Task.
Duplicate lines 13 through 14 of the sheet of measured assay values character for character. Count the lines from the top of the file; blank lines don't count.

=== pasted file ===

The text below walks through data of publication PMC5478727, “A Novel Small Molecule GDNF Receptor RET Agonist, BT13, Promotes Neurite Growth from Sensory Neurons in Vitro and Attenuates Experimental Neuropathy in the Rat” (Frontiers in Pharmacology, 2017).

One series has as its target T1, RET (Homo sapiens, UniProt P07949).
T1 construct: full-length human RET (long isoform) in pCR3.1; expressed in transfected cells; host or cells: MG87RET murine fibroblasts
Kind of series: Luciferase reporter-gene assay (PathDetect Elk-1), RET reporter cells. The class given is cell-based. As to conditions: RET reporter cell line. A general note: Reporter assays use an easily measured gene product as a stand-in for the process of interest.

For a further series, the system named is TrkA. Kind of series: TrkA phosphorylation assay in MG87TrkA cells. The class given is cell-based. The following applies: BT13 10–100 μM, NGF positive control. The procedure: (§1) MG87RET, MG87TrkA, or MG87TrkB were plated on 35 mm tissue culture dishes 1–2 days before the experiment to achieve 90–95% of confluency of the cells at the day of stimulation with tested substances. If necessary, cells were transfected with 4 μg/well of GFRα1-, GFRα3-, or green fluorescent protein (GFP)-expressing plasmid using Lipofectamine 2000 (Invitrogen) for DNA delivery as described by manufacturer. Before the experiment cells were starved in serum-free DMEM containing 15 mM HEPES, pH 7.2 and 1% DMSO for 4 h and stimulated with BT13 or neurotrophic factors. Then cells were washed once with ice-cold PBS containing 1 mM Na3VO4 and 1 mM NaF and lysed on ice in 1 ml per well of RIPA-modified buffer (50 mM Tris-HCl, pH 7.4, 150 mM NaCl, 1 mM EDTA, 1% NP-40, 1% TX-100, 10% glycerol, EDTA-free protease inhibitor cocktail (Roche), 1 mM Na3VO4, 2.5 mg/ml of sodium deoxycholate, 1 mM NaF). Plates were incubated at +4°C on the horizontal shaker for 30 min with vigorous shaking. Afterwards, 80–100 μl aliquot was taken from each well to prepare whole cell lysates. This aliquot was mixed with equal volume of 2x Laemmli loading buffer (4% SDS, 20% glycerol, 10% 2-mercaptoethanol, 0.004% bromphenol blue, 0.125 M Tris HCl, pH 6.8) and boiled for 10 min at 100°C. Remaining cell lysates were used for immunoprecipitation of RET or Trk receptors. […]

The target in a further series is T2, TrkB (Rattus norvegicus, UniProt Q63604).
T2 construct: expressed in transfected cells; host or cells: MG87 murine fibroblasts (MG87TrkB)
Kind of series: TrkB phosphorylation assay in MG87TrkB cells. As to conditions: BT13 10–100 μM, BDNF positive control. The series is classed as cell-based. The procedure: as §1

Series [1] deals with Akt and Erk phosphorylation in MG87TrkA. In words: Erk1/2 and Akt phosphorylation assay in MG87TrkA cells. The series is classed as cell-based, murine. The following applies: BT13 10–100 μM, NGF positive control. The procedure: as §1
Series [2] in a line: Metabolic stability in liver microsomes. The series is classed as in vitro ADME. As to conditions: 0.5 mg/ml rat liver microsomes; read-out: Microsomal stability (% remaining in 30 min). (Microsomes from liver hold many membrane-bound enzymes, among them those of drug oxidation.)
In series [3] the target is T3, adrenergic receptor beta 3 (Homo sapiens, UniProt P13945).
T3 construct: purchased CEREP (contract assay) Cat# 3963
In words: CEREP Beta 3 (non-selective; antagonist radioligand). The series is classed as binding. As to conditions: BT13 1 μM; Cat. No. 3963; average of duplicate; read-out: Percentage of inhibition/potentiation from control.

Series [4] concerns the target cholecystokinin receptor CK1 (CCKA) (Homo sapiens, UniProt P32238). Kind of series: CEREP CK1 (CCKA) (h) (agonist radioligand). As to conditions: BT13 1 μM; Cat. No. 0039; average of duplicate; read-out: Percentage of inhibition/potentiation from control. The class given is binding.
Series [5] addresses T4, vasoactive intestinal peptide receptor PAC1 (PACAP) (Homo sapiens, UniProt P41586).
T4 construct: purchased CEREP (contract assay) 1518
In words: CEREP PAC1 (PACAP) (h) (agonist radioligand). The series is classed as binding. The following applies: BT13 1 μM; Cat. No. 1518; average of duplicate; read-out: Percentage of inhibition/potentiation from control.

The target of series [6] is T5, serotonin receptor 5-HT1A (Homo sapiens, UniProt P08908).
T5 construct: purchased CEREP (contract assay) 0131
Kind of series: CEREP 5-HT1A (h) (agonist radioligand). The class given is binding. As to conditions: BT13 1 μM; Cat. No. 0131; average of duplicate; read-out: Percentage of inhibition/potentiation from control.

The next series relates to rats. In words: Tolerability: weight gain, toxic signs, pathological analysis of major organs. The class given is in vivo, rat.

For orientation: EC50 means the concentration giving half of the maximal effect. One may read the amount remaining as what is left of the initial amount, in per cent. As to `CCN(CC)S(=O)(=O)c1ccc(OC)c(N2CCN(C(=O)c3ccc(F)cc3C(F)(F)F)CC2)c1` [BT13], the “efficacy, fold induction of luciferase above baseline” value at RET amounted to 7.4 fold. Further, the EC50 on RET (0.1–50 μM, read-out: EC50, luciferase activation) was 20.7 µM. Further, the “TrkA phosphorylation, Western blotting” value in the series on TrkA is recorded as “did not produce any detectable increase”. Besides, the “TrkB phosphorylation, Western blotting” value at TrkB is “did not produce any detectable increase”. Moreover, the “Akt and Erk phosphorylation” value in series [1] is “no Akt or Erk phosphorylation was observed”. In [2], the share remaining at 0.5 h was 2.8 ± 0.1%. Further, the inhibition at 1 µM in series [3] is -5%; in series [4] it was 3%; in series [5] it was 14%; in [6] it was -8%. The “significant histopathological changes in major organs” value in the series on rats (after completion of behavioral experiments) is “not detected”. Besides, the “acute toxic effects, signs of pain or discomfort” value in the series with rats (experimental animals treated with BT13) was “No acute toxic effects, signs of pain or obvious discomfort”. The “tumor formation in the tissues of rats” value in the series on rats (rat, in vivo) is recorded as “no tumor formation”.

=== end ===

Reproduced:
In words: CEREP Beta 3 (non-selective; antagonist radioligand). The series is classed as binding. As to conditions: BT13 1 μM; Cat. No. 3963; average of duplicate; read-out: Percentage of inhibition/potentiation from control.

Series [4] concerns the target cholecystokinin receptor CK1 (CCKA) (Homo sapiens, UniProt P32238). Kind of series: CEREP CK1 (CCKA) (h) (agonist radioligand). As to conditions: BT13 1 μM; Cat. No. 0039; average of duplicate; read-out: Percentage of inhibition/potentiation from control. The class given is binding.